I sense that consumption is on the decline the world over. The internet has provided a social and knowledge resource and shows people that easily accessible alternative non-alcohol soaked lifestyles are out there for everyone, and anyone can jump into a new way of living and be put in contact with new friends at the click of a button.
Instagram, Facebook, etc., have changed everything.
In 1990 it was calculated that 12% of Japan's population was 65 or older. That figure is now at 26% with an increasing number of them being women. Demographically it would be absurd to think that Japan would have seen anything other than a decrease in volume of alcohol consumed. This article should be about the changing tastes in Japan... not a decrease in consumption.
I was surprised that from year 2010 roughly, my uni students were getting increasinly into drinking at 'home' parties. The reason is going out is too expensive and half of them are under 20. Then the 'home' being one students' 1 DK and the liquid being a dozen of shochu bottles (the cheapest, the biggest amount they can find). And they really binge more than predecessors did in nomihodai izakayas. They binge like eikaiwa teachers. More cases of ethylic comas, badly sick the next days, etc. That said, I think that during the 2 or 4 yrs of studies, they either become heavy alcoholics (for a few) or deterred from alcohol (for most). Young adults are no longer into nomikai, they are more for having one glass or beer/wine with a meal occasionnally.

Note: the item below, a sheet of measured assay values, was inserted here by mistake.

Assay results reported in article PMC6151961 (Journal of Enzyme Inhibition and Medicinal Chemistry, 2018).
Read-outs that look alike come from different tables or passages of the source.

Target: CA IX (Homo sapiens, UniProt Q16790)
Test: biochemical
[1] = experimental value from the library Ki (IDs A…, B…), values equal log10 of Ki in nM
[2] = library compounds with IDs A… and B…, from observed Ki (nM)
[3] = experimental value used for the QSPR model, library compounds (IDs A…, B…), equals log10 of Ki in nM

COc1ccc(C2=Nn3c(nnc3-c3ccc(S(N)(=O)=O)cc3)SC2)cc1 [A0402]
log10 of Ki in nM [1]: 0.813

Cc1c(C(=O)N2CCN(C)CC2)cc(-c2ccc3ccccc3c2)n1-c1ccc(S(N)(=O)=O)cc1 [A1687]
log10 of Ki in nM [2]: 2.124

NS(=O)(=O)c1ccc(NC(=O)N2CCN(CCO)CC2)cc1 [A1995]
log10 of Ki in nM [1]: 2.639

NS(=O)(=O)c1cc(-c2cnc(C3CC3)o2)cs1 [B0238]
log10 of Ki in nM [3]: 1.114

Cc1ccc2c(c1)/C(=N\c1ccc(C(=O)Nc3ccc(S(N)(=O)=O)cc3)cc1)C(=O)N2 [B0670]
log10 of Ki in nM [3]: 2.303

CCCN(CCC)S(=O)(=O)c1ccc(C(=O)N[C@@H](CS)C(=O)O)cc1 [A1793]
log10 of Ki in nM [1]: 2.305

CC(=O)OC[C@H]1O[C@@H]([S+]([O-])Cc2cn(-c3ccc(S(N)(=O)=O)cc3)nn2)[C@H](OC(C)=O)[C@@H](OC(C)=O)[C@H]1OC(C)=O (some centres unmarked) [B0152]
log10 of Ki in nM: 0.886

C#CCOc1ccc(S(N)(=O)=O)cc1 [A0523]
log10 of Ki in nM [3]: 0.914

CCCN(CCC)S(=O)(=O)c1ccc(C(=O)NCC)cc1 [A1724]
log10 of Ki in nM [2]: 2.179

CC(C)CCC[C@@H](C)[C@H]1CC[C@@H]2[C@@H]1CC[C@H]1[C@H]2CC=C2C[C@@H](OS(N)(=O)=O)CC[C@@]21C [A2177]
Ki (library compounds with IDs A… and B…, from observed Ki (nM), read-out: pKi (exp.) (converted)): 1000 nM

Maybe in certain countries (the US ?), but not in Japan nor in Europe. Grandpas drink more often, more of it, stronger stuff, and grandmas that were reasonable workers and mothers become party animals.... Well, I'd say from 60 to 80 (or 90 ?), they drink, then at some point, they can only stop as the nursing home staff put them on a decaf and sweetened water diet.
This is good news. Chugging your money away isn't a plan. Have a nice beer in the summer on a patio with friend is great but you don't have to over do it. Socially the only downside is there's less manner to blow off steam or tell the truth to bosses and colleagues.
The upside is that maybe Japanese will start playing more sports? It might be why there are many more hikers now it seems, albeit that may be a mistaken correlation
Why don't you look at the stats before speaking? There was a steep drop beginning around 2000, but in the last 4 years, the rate has stabilized and actually increased slightly last year. If what you are saying was true, then the rate would continue to decline. But since it isn't then your theory is completely wrong.
And let's not forget Japan's strange obsession with subsidising the farmers in Beaujolais so that they continue producing the world's worst wine. I wonder how much beaujolais nouveau adds to the total? At least a litre or two?
There will never be a day when alcohol is gone for good. It is too good, too delicious. A cold beer on a hot japanese summer's day is among the most wonderful things ever.